KING BEE: Jeffrey Wright's Muddy Waters dominates 'Cadillac Records.'
'Cadillac Records' brings Muddy Waters and Howlin' Wolf together again
By Richard von Busack
IT IS way, way past time that this film was made, so Cadillac Records' problems—the lopsidedness and the wonky chronology—seem immaterial. Director Darnell Martin has a splendid cast for this look at the history of Chess Records. Mos Def's invigoratingly droll Chuck Berry is irresistible. And the British actor Eamonn Walker's Howlin' Wolf is a spine-chilling presence. What's missing is the more soulful Wolf; we see him do "Smokestack Lightning," but we don't get to see the moaning lover of "Who's Been Talking?" Ultimately, the great Wolf works as a symbolic character; he is shrewd enough to spot the paternalism that often made the Chess "family" uncomfortably similar to the old sharecropping system. My back went up as soon as narrator Willie Dixon (Cedric the Entertainer) said that here was the story of two men, and we realized that he didn't mean Muddy and the Wolf but rather Muddy and the striving immigrant Leonard Chess (Adrien Brody). Chess' accomplishments ought to be remembered, but there were dozens of perceptive (not to say sharky) white men in the music business, and there was only one Muddy Waters. Jeffrey Wright plays Muddy as a green Mississippi country boy who gets a lesson in guitar electrification by a Chicago girl named Geneva (Gabrielle Union). They marry. She sticks with him, while this promiscuous master musician mentors a troubled harmonica player named Little Walter (Columbus Short).For all its multiple pleasures, Cadillac Records isn't just something you can file under cinematic Americana. It never forgets the racism, and it memorializes the murderous competition between bluesmen. Through montages of couples making love to the music, Martin depicts the idea of the blues as mingling: not just of the races but of art and commerce. And the intense Chess wants a piece of the action, in both the financial and the sexual senses. This is complex ambiguity for a biopic, and it gets more complex when Beyoncé's Etta James arrives. Dazed after a heroin overdose, James gets into a clinch with the very-married Len; they're like lovers but also very much (and creepily) boss and employee, or father and daughter. Beyoncé has never been better than she is when depicting the bruised infantilism of Etta. She's not quite tough enough, however, for the crockery-throwing scene. The problem with divas in movies is they always act like divas; the pose shows.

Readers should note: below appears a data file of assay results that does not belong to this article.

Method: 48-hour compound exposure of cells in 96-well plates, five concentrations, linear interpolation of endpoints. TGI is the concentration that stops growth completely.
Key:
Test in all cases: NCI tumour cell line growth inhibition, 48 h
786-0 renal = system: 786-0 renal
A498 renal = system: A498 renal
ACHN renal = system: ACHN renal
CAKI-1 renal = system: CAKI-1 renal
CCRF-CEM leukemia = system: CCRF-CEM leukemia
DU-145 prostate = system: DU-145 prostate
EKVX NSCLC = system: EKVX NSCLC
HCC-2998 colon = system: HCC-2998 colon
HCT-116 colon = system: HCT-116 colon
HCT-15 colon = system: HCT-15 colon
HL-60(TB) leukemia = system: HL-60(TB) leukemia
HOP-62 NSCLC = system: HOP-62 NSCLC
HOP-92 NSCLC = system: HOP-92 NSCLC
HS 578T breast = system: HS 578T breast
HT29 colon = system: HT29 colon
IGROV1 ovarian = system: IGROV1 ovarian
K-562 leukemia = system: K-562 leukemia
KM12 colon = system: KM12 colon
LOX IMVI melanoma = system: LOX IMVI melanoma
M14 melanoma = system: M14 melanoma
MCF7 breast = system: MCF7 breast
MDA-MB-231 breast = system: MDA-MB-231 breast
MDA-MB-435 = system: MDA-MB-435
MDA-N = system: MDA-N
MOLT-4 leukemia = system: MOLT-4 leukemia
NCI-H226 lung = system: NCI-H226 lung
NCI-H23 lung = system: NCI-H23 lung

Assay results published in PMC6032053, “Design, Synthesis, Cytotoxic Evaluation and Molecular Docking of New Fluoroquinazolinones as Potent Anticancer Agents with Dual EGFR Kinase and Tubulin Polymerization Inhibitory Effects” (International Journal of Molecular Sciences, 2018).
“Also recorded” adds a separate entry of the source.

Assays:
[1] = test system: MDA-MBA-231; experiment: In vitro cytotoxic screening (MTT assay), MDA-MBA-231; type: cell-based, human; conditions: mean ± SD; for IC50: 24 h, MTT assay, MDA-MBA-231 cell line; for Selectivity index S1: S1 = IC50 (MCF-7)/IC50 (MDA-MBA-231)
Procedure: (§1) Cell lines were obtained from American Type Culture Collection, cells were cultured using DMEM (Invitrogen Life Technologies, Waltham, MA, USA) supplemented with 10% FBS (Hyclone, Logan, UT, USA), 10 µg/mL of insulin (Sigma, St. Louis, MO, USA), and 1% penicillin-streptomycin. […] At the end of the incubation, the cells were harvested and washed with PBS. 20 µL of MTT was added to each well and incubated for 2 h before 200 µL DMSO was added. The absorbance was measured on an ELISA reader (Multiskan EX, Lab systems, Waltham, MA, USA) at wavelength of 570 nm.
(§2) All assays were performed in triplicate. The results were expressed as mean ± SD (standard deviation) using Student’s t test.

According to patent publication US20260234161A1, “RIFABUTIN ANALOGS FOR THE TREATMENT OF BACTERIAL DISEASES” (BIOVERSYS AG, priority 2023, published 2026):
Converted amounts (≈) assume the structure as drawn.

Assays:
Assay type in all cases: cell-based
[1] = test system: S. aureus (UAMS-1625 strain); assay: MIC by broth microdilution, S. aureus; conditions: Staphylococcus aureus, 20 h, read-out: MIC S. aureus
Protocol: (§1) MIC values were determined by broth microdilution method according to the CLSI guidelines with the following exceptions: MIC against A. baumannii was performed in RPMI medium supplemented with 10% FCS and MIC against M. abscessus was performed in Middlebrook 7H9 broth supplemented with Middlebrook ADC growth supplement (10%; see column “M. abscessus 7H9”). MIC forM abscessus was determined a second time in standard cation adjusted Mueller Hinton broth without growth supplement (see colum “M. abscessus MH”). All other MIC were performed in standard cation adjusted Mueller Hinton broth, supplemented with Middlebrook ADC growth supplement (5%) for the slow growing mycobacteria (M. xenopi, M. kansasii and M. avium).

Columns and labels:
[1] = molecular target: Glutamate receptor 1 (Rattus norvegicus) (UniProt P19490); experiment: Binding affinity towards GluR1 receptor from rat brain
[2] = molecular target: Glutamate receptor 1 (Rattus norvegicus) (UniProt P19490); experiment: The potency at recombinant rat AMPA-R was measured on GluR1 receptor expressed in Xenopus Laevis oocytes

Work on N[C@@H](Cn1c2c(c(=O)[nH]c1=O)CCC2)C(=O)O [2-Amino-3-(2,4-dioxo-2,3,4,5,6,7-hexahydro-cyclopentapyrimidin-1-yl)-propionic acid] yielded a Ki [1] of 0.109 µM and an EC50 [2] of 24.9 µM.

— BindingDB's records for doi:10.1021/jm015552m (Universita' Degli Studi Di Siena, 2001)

What is especially good in Cadillac Records is Wright. His underplaying is a marvel; and he has the sotto voce suaveness of a man who rigidly patrols the boundaries in his personal life. But this Waters is not a movie superman; there's graceful humor in scenes of Muddy being baffled by Chuck Berry on American Bandstand, never quite grasping the '60s lunacy about to break over the world. Far less can Waters get his mind around the British Invasion. Jagger, Zeppelin, Clapton and the rest gave white teenagers a filter through which to imbibe their own culture. Biopics are part of that filtration system; if Cadillac Records is a hit, it ought to function as a necessary refreshment to the nation's memory about what's out there waiting in the archives.
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